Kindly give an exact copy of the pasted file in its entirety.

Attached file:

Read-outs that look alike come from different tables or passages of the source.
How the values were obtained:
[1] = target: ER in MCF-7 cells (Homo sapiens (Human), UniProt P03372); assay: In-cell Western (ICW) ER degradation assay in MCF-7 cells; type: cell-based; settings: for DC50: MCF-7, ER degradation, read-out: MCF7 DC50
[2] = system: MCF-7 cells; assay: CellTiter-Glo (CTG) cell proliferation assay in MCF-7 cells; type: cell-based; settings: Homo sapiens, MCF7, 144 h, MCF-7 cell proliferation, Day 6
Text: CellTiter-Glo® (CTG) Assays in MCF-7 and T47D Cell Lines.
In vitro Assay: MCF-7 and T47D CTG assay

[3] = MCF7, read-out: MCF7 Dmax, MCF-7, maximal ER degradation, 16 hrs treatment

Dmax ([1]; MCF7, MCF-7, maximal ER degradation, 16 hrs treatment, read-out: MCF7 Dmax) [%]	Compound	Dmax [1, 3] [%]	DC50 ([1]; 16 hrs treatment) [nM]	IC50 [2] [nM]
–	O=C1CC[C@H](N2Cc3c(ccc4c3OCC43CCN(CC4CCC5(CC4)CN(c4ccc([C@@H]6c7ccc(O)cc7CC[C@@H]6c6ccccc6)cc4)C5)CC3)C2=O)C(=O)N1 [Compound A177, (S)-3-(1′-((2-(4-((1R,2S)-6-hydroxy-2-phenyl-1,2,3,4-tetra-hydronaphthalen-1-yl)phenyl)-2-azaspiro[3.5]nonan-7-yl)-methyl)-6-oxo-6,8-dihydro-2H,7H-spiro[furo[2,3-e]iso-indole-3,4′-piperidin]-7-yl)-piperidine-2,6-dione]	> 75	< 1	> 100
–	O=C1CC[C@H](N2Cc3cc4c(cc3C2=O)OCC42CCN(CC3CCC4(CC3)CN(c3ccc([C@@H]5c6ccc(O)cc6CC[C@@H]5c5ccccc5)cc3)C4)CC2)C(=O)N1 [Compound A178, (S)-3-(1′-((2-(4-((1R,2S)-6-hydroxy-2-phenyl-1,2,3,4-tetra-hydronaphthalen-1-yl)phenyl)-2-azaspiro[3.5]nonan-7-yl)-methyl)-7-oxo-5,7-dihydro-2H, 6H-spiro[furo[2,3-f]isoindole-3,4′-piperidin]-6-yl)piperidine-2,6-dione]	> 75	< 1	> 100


Read-outs that look alike come from different tables or passages of the source.
How the values were obtained:
[1] = target: ER in MCF-7 cells (Homo sapiens (Human), UniProt P03372); assay: In-cell Western (ICW) ER degradation assay in MCF-7 cells; type: cell-based; settings: for DC50: MCF-7, ER degradation, read-out: MCF7 DC50
[2] = system: MCF-7 cells; assay: CellTiter-Glo (CTG) cell proliferation assay in MCF-7 cells; type: cell-based; settings: Homo sapiens, MCF7, 144 h, MCF-7 cell proliferation, Day 6
Text: CellTiter-Glo® (CTG) Assays in MCF-7 and T47D Cell Lines.
In vitro Assay: MCF-7 and T47D CTG assay

[3] = MCF7, read-out: MCF7 Dmax, MCF-7, maximal ER degradation, 16 hrs treatment

Dmax ([1]; MCF7, MCF-7, maximal ER degradation, 16 hrs treatment, read-out: MCF7 Dmax) [%]	Compound	Dmax [1, 3] [%]	DC50 ([1]; 16 hrs treatment) [nM]	IC50 [2] [nM]
–	O=C1CC[C@H](N2Cc3c(ccc4c3OCC43CCN(CC4CCC5(CC4)CN(c4ccc([C@@H]6c7ccc(O)cc7CC[C@@H]6c6ccccc6)cc4)C5)CC3)C2=O)C(=O)N1 [Compound A177, (S)-3-(1′-((2-(4-((1R,2S)-6-hydroxy-2-phenyl-1,2,3,4-tetra-hydronaphthalen-1-yl)phenyl)-2-azaspiro[3.5]nonan-7-yl)-methyl)-6-oxo-6,8-dihydro-2H,7H-spiro[furo[2,3-e]iso-indole-3,4′-piperidin]-7-yl)-piperidine-2,6-dione]	> 75	< 1	> 100
–	O=C1CC[C@H](N2Cc3cc4c(cc3C2=O)OCC42CCN(CC3CCC4(CC3)CN(c3ccc([C@@H]5c6ccc(O)cc6CC[C@@H]5c5ccccc5)cc3)C4)CC2)C(=O)N1 [Compound A178, (S)-3-(1′-((2-(4-((1R,2S)-6-hydroxy-2-phenyl-1,2,3,4-tetra-hydronaphthalen-1-yl)phenyl)-2-azaspiro[3.5]nonan-7-yl)-methyl)-7-oxo-5,7-dihydro-2H, 6H-spiro[furo[2,3-f]isoindole-3,4′-piperidin]-6-yl)piperidine-2,6-dione]	> 75	< 1	> 100